Kotodama: The Power of Words
Frequently Asked Questions
How did Kotodama begin?
In fall 2003 while we were graduate students at the Entertainment Technology Center (ETC) at Carnegie Mellon University Joshua Taylor and I wrote a research paper titled: I.W.I.L.A. Intelligent Worlds of Interactivity for Language Acquisition. In it we sketched out a methodology for language-learning where students could play with language as they learned it, making it fun, relevant and reactive in a videogame context. We grafted an intelligent tutoring system onto a videogame structure whose main throughput is language. Many similar research projects had gone about this in the reverse: starting with traditional language curriculums and simply giving them a videogame-like veneer. We wanted to create first and foremost a fun videogame wherein a players level of language fluency equals her power and agency within the game.
Excited by the reception of our research I organized several students with a diverse range of skills to start building a playable prototype. After getting approval from the ETC faculty-board, Sam Hart, Yuki Izena, Sabrina Haskell and I began working in fall of 2004. We asked two language experts from CMU to advise our group, Professor Christopher Jones and Professor Sono Takano-Hayes. We also recruited Professor Tina Blaine from the ETC to advise us, whose research involves building novel musical and game interfaces, such as the Jam-O-Drum. In a semester we created a prototype of a Japanese Language Learning Experience which we called: Pettochan: Friend Pet. We used the open source game development game engine Panda3D developed by Disney and scripted it in Python. To create the content we used Maya and Photoshop for the visuals and Pro Tools for the sound.
What is Pettochan: Friend Pet?
We geared Pettochan toward early teenage boys and girls who have an interest in anime and/or Japanese culture. Players didn’t need any previous knowledge of Japanese to play it, even though the game is full-immersion without any English aids. There is a mentor character that speaks and mimes out what the player should do to learn each new mini-game. Pettochan is inspired by Tamagotchi except it is one that lives on your desktop in the corner of the screen, instead of in your pocket. When the student wants to play with it, she could simply click on her pet and the next mini-game begins. When the player loads Pettochan for the first time she’s given an egg to care for that will eventually hatch and evolve into more advanced forms as she masters the mini-games. The games are played by clicking words in a molecular menu system that springs out of the pet and floats on screen. The menu options move so the player can’t simply memorize their location. In Pettochan we concentrated on teaching aural, visual(textual), kinetic and contextual recognition. (Not to be confused with our other project, Kotodama, Pettochan doesn’t use speech recognition).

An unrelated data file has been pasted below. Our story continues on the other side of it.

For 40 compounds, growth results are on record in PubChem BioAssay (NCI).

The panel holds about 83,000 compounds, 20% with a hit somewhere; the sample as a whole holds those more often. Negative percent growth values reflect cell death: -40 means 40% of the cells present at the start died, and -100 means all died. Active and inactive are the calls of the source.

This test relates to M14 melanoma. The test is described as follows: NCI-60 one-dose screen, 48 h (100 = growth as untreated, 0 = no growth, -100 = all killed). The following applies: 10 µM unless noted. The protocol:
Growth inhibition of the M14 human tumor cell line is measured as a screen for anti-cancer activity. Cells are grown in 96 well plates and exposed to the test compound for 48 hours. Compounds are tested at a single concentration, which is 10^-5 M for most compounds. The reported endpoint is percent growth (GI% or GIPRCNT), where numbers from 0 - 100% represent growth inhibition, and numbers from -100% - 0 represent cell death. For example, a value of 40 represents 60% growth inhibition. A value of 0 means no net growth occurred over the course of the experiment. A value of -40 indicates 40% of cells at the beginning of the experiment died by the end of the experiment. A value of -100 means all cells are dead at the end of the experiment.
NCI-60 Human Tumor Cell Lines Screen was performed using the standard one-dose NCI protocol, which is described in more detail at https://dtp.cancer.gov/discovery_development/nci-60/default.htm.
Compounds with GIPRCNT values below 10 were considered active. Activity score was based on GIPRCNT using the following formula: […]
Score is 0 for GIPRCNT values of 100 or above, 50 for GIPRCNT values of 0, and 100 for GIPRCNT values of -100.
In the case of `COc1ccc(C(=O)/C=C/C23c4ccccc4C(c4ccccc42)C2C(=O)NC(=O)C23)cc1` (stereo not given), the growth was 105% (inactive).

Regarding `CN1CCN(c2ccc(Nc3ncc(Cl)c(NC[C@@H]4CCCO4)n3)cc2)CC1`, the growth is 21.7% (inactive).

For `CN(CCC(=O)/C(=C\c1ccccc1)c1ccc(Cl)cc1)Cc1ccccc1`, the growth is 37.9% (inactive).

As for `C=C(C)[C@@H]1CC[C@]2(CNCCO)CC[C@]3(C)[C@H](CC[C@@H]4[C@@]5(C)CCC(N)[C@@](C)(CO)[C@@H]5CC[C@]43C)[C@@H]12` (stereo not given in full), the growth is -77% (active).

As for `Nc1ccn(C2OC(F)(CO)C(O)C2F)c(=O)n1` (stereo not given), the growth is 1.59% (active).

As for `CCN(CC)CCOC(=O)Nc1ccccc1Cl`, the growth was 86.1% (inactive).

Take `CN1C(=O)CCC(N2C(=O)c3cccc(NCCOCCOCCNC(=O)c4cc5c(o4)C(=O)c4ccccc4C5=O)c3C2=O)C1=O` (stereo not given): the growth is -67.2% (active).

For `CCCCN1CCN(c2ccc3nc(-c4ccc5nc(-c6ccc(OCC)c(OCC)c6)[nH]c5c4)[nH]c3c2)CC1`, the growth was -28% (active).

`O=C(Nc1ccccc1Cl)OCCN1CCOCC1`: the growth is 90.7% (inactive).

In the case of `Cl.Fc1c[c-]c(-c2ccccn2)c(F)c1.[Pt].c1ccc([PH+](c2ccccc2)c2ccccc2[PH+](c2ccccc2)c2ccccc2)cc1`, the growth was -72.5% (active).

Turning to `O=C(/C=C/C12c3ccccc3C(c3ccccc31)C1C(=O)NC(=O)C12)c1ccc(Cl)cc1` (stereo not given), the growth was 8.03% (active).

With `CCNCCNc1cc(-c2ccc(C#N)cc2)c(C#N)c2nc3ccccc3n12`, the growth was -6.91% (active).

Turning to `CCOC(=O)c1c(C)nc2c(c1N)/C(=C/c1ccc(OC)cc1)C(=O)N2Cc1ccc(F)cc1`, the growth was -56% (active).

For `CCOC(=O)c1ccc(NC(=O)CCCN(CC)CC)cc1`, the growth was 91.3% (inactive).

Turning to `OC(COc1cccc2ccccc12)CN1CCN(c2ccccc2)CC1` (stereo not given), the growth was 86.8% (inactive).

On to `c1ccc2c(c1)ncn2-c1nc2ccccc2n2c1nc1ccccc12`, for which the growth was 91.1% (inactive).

The vocabulary for Pettochan complimented the menu constraints and was divided into sets, one for each mini-game. For example, there’s a DDR-like game that teaches movement and colors by having the player make the pet dance, there’s another game about running around the screen and commanding your pet to gorge certain foods. User tests at a local high school proved extremely useful –mostly helping us tweak some pacing issues. At the end of the semester we were inspired with our results but wanted to explore how we could leverage virtual 3D environments (as opposed to the 2D environments that we had utilized up till then).
What is Kotodama: The Power of Words?